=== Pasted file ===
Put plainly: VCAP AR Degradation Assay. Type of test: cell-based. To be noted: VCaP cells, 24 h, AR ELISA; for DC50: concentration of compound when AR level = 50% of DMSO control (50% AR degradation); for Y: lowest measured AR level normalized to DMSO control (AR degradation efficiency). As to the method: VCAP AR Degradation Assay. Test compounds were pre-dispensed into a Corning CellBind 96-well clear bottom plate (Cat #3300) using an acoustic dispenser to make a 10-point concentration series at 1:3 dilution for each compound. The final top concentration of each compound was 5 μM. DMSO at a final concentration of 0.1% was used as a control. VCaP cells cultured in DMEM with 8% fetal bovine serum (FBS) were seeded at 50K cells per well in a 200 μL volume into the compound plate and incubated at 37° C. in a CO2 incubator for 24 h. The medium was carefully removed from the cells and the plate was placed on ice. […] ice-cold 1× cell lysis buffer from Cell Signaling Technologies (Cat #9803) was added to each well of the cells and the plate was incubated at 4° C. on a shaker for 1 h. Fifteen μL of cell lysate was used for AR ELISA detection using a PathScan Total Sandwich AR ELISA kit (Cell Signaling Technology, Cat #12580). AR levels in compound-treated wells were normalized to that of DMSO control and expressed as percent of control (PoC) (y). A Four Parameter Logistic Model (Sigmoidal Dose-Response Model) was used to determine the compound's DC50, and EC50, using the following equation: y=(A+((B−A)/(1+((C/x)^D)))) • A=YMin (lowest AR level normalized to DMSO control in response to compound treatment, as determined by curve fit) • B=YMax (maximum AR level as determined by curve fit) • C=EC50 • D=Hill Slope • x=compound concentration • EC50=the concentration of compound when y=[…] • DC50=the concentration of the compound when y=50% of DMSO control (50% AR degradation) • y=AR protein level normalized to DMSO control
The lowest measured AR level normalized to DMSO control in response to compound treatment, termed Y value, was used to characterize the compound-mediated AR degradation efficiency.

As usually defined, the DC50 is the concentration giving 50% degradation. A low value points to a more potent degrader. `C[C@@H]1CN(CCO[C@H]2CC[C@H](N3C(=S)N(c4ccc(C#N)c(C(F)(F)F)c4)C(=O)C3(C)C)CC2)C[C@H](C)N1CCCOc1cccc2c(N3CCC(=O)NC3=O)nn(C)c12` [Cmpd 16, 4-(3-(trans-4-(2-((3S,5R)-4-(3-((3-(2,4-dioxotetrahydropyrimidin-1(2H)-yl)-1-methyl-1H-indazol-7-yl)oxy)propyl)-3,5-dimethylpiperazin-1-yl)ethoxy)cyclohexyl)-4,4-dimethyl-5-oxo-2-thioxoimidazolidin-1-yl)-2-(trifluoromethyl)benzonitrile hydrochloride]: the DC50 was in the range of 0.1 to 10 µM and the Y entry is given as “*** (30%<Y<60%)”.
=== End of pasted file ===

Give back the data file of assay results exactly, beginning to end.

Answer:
Put plainly: VCAP AR Degradation Assay. Type of test: cell-based. To be noted: VCaP cells, 24 h, AR ELISA; for DC50: concentration of compound when AR level = 50% of DMSO control (50% AR degradation); for Y: lowest measured AR level normalized to DMSO control (AR degradation efficiency). As to the method: VCAP AR Degradation Assay. Test compounds were pre-dispensed into a Corning CellBind 96-well clear bottom plate (Cat #3300) using an acoustic dispenser to make a 10-point concentration series at 1:3 dilution for each compound. The final top concentration of each compound was 5 μM. DMSO at a final concentration of 0.1% was used as a control. VCaP cells cultured in DMEM with 8% fetal bovine serum (FBS) were seeded at 50K cells per well in a 200 μL volume into the compound plate and incubated at 37° C. in a CO2 incubator for 24 h. The medium was carefully removed from the cells and the plate was placed on ice. […] ice-cold 1× cell lysis buffer from Cell Signaling Technologies (Cat #9803) was added to each well of the cells and the plate was incubated at 4° C. on a shaker for 1 h. Fifteen μL of cell lysate was used for AR ELISA detection using a PathScan Total Sandwich AR ELISA kit (Cell Signaling Technology, Cat #12580). AR levels in compound-treated wells were normalized to that of DMSO control and expressed as percent of control (PoC) (y). A Four Parameter Logistic Model (Sigmoidal Dose-Response Model) was used to determine the compound's DC50, and EC50, using the following equation: y=(A+((B−A)/(1+((C/x)^D)))) • A=YMin (lowest AR level normalized to DMSO control in response to compound treatment, as determined by curve fit) • B=YMax (maximum AR level as determined by curve fit) • C=EC50 • D=Hill Slope • x=compound concentration • EC50=the concentration of compound when y=[…] • DC50=the concentration of the compound when y=50% of DMSO control (50% AR degradation) • y=AR protein level normalized to DMSO control
The lowest measured AR level normalized to DMSO control in response to compound treatment, termed Y value, was used to characterize the compound-mediated AR degradation efficiency.

As usually defined, the DC50 is the concentration giving 50% degradation. A low value points to a more potent degrader. `C[C@@H]1CN(CCO[C@H]2CC[C@H](N3C(=S)N(c4ccc(C#N)c(C(F)(F)F)c4)C(=O)C3(C)C)CC2)C[C@H](C)N1CCCOc1cccc2c(N3CCC(=O)NC3=O)nn(C)c12` [Cmpd 16, 4-(3-(trans-4-(2-((3S,5R)-4-(3-((3-(2,4-dioxotetrahydropyrimidin-1(2H)-yl)-1-methyl-1H-indazol-7-yl)oxy)propyl)-3,5-dimethylpiperazin-1-yl)ethoxy)cyclohexyl)-4,4-dimethyl-5-oxo-2-thioxoimidazolidin-1-yl)-2-(trifluoromethyl)benzonitrile hydrochloride]: the DC50 was in the range of 0.1 to 10 µM and the Y entry is given as “*** (30%<Y<60%)”.